The Signal (Georgia State University’s on-campus newspaper)
“WRFG Starts Censorship Forum”
Copyright 1988 ARLADEAN ARNSON/THE SIGNAL
[su_dropcap]M[/su_dropcap]any experts and observers agree that because of the more social agenda of the Reagan administration, a rising tide of censorship is sweeping the country. Incidents such as the Parents Music Resource Center holding hearings attacking the lyrics of popular music, the burning of books and records by fundamentalist preachers and congregations, children’s books being pulled off the library shelves, and the “creation science” textbook controversy are just some examples of what see as the gradual encroachment of individual rights and artistic expression.
However, Atlanta-based alternative radio station WRFG, an acknowledged champion of liberal causes, is fighting back by starting a nationwide program called “Open Ears/Open Minds.” The program started on New Year’s Day and is continuing through Thursday, January 7, 1988. The program deals with the issues and complaints of the April 16, 1987 Federal Communications Commission ruling about indecent language and the November 24, 1987 clarification of the above ruling.
Melanie Collins, General Manager at WRFG, confidently states, “This is the first time radio stations have joined together for a special cause. There are two special aspects about this national program that make it unique: it will address an important issue, and there is no regional ownership of this idea.”
It started in 1973 with the Supreme Court ruling on indecent language. A Pacifica radio station was brought to court for broadcasting the George Carlin sketch “Seven Dirty Words You Can’t Say On Television”. The Supreme Court ruled that those words were indecent and if they were broadcasted, the stations would have to play them after 10:00pm.
[su_dropcap]T[/su_dropcap]he April 16 ruling by the FCC restated that the “seven dirty words” are still the general guideline to follow, all sexual innuendoes are not to be permitted, and the excuse of “redeeming social value” was no longer a defense. This vague and repetitive ruling was brought about by action taken against three radio stations across the nation that have had complaints on some of the programs they broadcast.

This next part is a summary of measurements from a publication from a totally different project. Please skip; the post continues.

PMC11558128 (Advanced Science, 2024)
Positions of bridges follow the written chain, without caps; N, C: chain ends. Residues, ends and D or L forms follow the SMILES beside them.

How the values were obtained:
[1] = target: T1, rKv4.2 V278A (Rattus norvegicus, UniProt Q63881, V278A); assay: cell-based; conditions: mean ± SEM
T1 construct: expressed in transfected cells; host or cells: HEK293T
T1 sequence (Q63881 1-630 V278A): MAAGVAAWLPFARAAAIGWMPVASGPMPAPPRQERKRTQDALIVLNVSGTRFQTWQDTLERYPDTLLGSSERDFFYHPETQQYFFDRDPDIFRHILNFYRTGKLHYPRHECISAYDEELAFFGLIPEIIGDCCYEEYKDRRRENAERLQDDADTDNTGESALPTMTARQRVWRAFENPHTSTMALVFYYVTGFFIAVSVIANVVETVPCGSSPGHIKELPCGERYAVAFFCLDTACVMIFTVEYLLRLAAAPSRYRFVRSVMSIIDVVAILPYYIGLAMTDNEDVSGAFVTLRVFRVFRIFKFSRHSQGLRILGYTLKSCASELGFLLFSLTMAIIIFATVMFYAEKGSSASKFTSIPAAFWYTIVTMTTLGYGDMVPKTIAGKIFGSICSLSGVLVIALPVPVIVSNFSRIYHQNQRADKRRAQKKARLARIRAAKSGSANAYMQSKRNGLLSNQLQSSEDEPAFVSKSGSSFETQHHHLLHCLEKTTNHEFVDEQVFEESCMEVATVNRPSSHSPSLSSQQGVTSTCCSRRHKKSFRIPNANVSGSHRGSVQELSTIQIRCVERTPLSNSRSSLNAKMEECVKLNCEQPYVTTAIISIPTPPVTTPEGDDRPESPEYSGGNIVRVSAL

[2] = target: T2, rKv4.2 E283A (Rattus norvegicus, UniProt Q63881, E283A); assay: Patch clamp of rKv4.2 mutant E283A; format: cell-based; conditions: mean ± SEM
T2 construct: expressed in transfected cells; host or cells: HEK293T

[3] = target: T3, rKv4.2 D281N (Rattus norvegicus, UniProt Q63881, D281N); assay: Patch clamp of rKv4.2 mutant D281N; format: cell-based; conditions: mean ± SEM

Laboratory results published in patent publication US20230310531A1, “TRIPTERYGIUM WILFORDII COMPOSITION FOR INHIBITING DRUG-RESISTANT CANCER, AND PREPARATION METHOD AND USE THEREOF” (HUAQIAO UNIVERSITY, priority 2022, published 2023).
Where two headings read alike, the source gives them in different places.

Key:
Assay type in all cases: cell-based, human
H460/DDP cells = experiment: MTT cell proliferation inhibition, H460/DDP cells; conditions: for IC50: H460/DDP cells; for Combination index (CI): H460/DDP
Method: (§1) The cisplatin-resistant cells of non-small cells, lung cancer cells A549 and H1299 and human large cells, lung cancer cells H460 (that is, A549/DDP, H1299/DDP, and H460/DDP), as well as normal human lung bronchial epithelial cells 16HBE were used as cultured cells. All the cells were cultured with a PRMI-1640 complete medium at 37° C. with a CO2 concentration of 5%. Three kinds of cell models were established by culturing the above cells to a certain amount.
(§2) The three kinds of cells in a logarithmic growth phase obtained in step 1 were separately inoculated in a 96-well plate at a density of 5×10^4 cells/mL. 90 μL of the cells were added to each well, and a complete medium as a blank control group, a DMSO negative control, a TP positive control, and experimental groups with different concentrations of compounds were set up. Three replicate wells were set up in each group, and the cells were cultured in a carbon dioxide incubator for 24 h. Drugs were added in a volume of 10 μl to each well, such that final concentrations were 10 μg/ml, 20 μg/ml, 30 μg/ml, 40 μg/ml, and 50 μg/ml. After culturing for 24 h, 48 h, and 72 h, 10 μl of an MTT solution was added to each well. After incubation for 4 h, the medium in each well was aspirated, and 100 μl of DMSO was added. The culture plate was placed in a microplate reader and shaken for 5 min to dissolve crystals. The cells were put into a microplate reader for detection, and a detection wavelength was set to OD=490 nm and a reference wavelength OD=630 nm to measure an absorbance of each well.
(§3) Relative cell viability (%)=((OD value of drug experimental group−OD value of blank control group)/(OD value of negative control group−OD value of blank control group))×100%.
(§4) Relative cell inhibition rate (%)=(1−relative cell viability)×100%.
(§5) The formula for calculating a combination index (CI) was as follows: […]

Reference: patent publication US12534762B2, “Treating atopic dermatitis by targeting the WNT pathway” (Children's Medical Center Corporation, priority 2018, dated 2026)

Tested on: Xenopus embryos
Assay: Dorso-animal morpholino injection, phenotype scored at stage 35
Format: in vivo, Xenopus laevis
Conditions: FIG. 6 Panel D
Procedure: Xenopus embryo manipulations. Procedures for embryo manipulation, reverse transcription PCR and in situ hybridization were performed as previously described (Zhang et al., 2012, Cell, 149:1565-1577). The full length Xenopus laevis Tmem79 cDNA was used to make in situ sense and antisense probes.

The first station what was cited for indecent language was the Pacifica station, KPFK, in Los Angeles. The first complaint the FCC received was about a broadcasted gay program, which highlighted a scene from a production in town entitled “The Jurker”. The broadcast dealt with homosexuality and AIDS. The second complaint was about a program called “Shocktime USA”, but this complaint was dropped.
The second station to be cited was the college station KCSB in Santa Barbara due to a complaint by a parent in the area.
The third station was KYSP in Philadelphia on its morning show. The well-known Howard Stern morning program was cited for being foul and using racial comments against homosexuals and women. There was one complaint by a resident in the area and two by a minister from Tupelo, Mississippi.
On November 24, 1987, because of the complaints by radio stations across the nation that the FCC received for being vague in the wording of the April 16 ruling, the FCC published a clarification which cleared up such matters as a new, broader definition of indecency:
“Material that depicts or describes, in terms patently offensive as measured by contemporary community standards for the broadcast medium, sexually or excretory activities or organs.”
[su_dropcap]T[/su_dropcap]he only complaint broadcasters have about this FCC edict is that the commission did not publish a list of prohibited words. The FCC also stated that they would not “interpret the `contemporary community standards’ for the stations”. Basically, the individual stations had to look at the “specific factual setting of each broadcast to determine whether it meets the definition of indecency.”
The FCC also no longer recognizes the 10:00pm “safe harbor” that had previously been in effect. The time they had adopted was midnight until six in the morning.
WRFG, also known as “Radio Free Georgia”, conducted an ongoing discussion during their 1987 Spring Marathon on the FCC rulings. The station gathered all the ideas from their audience on programs such as “Resurgent America” and they looked at the alleged attacks on popular culture in recent years as well as the FCC rulings to see if they could combat what they perceived as the FCC assault on free expression.
They came up with “Open Ears/Open Minds”, which has blossomed into a nationally designated one week marathon where participating radio stations and organizations will, according to a statement from WRFG, look at “the attempts to censor, suppress and ban progressive or controversial artists, ideas and activists.” A number of others will be joining WRFG to “broaden the counter offensive and make every effort to get national, regional, and local press coverage.”
During the summer and fall of 1982, I dated Melanie Collins briefly, and read from my own poetry collection, taking calls afterwards, on two different occasions of her weekly, Monday evening radio showLeather Jacketthe only exclusively punk rock venue in the Atlanta area at the time, including Georgia Tech’s much touted WREK college radio station. Melanie and I had met earlier that year at a free showing of Rock & Roll High School, a film featuring the Ramoneson the Georgia State University campus.